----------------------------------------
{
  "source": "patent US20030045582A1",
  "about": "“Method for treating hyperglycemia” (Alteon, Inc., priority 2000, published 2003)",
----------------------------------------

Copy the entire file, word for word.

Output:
{
  "source": "patent US20030045582A1",
  "about": "“Method for treating hyperglycemia” (Alteon, Inc., priority 2000, published 2003)",